Yeah... But space travel is all about available reaction mass (at least these days), and the longer, slower trip is usually more practical than a shorter one as a result - because the amount of reaction mass required to first leave earth, reverse direction in orbit, get close to Helios, then decelerate again to have a null velocity relative to it would be huge, and there's a limit to how much a ship can carry.

Assembling the deep space ship in space (or on Luna) would certainly help ... as it is said, the worst part about space travel is getting into orbit. And I was thinking of an ion drive powered by a nuclear reactor/fusion reactor and chemical boosters to maneuver only. But yes, I guess the long run would still be a tad more practical. Unless you can refuel from Luna, saving most of the horrendous costs for putting fuel into the Earth's orbit ...

QUOTE
2001 A Space Odyssey puts the journey at 257 days.

2001 also way overestimates today's computers' intelligence. nyahnyah.gif

QUOTE
I would assume by 2060 that would be somewhat shorter.

I dunno, ion drives offer only so much thrust, and I doupt that'd change significantly in the future.
Vuron
While you can flash freeze and revive very small body mass animals (like frogs etc) the problem is freezing the human body rapidly enough is just not doable. The varying rates of freezing with the body pretty much destroy tissues in larger animals. Even if you can by some miracle of science sustain the body long enough to place extremely cold substances throughout the body in order to acchieve even flash freezing the ability to defrost the body is also extremely difficult.

Simply put cyrogenics is extreme psuedoscience.
Fortune
QUOTE (hermit)
I guess they'd put an Elf into the wake-up chamber. Also introduces the reanimated to the 6th world, and propably wouldn't shock them that badly. Unless they put in a Night One or Wakiyambi, that is.

Elves and Dwarves are born ... they don't Goblinize. There has not been one case anywhere in canon where a human goblinized into an elf or dwarf, even with SURGE.
mmu1
QUOTE (Fortune)
QUOTE (hermit @ Apr 1 2005, 07:09 AM)
I guess they'd put an Elf into the wake-up chamber. Also introduces the reanimated to the 6th world, and propably wouldn't shock them that badly. Unless they put in a Night One or Wakiyambi, that is.

Elves and Dwarves are born ... they don't Goblinize. There has not been one case anywhere in canon where a human goblinized into an elf or dwarf, even with SURGE.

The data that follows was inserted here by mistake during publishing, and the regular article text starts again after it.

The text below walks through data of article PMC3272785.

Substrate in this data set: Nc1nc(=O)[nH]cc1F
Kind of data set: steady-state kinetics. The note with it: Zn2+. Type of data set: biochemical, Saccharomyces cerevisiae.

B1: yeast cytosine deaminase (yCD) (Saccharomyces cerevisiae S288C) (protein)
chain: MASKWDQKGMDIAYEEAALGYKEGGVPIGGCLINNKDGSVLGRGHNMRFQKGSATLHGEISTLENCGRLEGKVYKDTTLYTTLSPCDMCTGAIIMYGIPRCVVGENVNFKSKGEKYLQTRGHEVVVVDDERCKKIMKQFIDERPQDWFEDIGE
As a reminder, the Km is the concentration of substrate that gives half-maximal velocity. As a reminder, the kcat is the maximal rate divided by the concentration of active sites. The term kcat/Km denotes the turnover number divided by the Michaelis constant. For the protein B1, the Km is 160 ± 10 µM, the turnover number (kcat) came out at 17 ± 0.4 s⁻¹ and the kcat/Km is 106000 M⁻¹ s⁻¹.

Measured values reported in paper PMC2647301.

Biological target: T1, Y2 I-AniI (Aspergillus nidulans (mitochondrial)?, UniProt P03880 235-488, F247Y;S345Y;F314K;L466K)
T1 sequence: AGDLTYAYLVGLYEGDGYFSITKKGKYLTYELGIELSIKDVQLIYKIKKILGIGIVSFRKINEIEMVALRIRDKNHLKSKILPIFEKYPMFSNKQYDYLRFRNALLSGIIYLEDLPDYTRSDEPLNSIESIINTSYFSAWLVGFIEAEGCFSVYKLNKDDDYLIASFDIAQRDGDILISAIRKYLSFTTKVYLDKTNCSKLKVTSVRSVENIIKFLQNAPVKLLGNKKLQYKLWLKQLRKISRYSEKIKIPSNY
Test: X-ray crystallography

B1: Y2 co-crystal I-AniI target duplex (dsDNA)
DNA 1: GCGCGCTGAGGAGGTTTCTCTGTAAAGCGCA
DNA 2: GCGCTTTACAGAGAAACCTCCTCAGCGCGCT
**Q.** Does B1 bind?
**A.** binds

I'm pretty sure he means the person doing the meet & greet of the newly-defrosted, not the defrostee. (as opposed to the orc someone suggested.wink.gif)
Nikoli
That'd be me what suggested it
Fortune
QUOTE (mmu1)
I'm pretty sure he means the person doing the meet & greet of the newly-defrosted, not the defrostee.

Ah, you're probably right. It's just that I've seen couple of references to elves goblinizing in the last few days, and really had the urge to set things straight.
Kanada Ten
QUOTE
Simply put cyrogenics is extreme psuedoscience...

Never stopped anyone from trying. I even made a write-up for Seattle Supplemental for a cyrogenics slash incinerator funeral parlor, should that ever appear. My thought is that people will pay to be frozen for reasons beyond just possible resurrection. Being preserved, perfectly, is something humans have long tried to accomplish. And with shedim, freezing might be a solution... or a nightmare. vegm.gif
hermit
QUOTE
Elves and Dwarves are born ... they don't Goblinize. There has not been one case anywhere in canon where a human goblinized into an elf or dwarf, even with SURGE.

Well yeah, but that doesn't stop elves from working there, does it? I didn't mean the person in the tank to be the meta, but the person greeting them in the 6th world. A charming elf certainly could soothe the initial shock somewhat ("Hi, I'm Nichole, welcome to the sixth world! Oh, my ears? You should see some of the other people!").

The guy must be an Orc or troll or appropriate metavariant to goblinize. I know as much. smile.gif
Fortune
And I admitted my mistake in my last post. But as I said, some people apparently don't know as much, as I have seen numerous references to goblinized dwarves and elves here at Dumpshock, including a couple in the last few days.
hermit
Sorry, overread.

Anyway, yeah, I have encountered that too, even in my gaming group. Ah well. You just gotta tel'em. smile.gif
Fortune
That's cool. After all, I originally misinterpreted your post. wink.gif
SirBedevere
hermit wrote:
QUOTE
ion drives offer only so much thrust, and I doupt that'd change significantly in the future.


It's not the thrust as such that's important hermit, but what's known as the Specific Impulse. That's thrust per unit amount of propellent. The thrust of an ion engine is small, but it would be possible to have the engine working throughout the journey building up quite a velocity. That would keep the time down.
FlakJacket
QUOTE (torzzzzz)
Is it big business or has it been shelved? Don't you think it would be a good idea to get youself frozen and out of the way when things get a bit cetchy?

Although it wouldn't work for deep space missions, why not use the Petrify spell? Cast and quicken it and you're set. Lot less expensive than cryogenics I'd expect and a lot less resource intensive since you don't need any special storage. I'm fairly sure that you don't age when you're under but can't be a hundred percent positive though.
mmu1
QUOTE (SirBedevere)
hermit wrote:
QUOTE
ion drives offer only so much thrust, and I doupt that'd change significantly in the future.


It's not the thrust as such that's important hermit, but what's known as the Specific Impulse. That's thrust per unit amount of propellent. The thrust of an ion engine is small, but it would be possible to have the engine working throughout the journey building up quite a velocity. That would keep the time down.

Well... Half the journey, anyway. If you spend one half of it accelerating, you'll probably have to spend the other half (roughly speaking, since you can use gravity wells to accelerate and decelarate too) decelerating if you plan on "stopping" relative to your final destination.
SirBedevere
Yes, obviously. I forgot to mention that, thanks for clarifying it.